BACKGROUND: Functional textiles have been proposed as safe adjunct treatment for atopic dermatitis (AD). Some data have been published regarding their antimicrobial properties and their clinical efficacy.
OBJECTIVE: This study examined the physical and functional properties of 11 commercially available functional textiles, including their antimicrobial activity in vitro, as a function of multiple laundering cycles.
METHODS: All materials were weighed and examined under scanning electron microscopy (SEM) before and after laundering for fibre morphology and silver coating. Bioburden of newly purchased textiles was assessed by measuring bacterial colony forming units (CFU). Deliverable antimicrobial efficacy was evaluated in vitro for each specimen, before and after 30, 70, 100, 150 and 200 laundering cycles.
RESULTS: Textile weight showed high variability. Damaged silver coating of variable degree was observed under SEM in most materials after laundering. Products made of silk showed smoother and tighter fibre morphology compared to cotton. The bacterial load of unwashed material ranged from <1 CFU to 35 CFU per 50 × 50 mm specimen. Most silver-containing products lost their antimicrobial activity rapidly after laundering. Silk and cotton retrieved products had no deliverable antimicrobial effect even in their original state.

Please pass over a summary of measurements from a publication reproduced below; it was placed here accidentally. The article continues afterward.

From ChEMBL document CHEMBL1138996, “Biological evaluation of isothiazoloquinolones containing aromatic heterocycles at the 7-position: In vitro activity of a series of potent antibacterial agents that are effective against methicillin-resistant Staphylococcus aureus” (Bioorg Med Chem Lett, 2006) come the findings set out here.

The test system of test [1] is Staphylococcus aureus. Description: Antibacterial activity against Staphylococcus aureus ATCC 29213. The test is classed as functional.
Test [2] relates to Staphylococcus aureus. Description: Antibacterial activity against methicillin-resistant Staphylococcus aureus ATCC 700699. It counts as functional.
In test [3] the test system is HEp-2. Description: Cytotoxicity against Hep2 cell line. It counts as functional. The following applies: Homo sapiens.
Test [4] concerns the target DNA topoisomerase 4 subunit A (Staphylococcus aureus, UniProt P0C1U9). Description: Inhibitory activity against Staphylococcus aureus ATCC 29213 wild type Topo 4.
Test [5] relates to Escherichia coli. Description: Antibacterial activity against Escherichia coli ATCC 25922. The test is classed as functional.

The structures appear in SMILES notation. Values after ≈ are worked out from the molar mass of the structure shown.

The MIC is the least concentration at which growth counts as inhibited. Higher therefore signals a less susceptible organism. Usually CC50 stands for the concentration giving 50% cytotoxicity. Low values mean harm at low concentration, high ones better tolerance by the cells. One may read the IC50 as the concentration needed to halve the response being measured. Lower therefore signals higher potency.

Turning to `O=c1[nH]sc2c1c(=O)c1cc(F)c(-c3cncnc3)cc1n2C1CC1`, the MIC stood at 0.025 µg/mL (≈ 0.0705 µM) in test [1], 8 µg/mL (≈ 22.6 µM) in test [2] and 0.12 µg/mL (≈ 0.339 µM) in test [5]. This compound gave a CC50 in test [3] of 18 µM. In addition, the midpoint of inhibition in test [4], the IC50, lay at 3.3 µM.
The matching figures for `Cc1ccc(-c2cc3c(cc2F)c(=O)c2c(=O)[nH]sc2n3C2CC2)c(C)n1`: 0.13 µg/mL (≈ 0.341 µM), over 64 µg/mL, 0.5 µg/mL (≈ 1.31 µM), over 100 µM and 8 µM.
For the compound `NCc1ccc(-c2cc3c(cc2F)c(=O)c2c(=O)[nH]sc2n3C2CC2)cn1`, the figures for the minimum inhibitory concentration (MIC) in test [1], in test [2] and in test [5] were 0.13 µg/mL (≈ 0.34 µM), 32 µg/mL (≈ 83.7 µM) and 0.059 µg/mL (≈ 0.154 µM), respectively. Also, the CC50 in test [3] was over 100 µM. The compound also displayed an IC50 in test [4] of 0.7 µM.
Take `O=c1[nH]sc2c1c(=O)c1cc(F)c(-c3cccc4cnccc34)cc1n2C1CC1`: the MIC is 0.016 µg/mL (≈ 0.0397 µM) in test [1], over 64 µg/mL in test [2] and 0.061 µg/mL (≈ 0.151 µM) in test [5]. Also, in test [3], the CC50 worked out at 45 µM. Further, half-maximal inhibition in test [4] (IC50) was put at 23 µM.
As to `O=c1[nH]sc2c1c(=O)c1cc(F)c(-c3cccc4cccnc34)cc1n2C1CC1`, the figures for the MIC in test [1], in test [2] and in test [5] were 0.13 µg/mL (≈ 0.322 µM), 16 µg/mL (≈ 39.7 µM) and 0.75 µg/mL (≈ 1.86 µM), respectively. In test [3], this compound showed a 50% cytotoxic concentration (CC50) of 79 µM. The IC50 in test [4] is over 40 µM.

CONCLUSION: Elastic, lightweight textiles with smooth fibres are comfortable for daily use. Functional textiles rapidly losing their deliverable antimicrobial activity in vitro are not advisable for AD patients. Recommendations for functional textiles should be based on a combination of in vitro analysis of products in their original state and after laundering, together with real-life data obtained from controlled clinical trials.